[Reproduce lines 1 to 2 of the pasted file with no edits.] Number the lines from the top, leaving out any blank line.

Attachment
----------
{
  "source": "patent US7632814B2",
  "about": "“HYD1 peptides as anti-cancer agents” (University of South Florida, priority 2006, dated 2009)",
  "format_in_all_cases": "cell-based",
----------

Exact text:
{
  "source": "patent US7632814B2",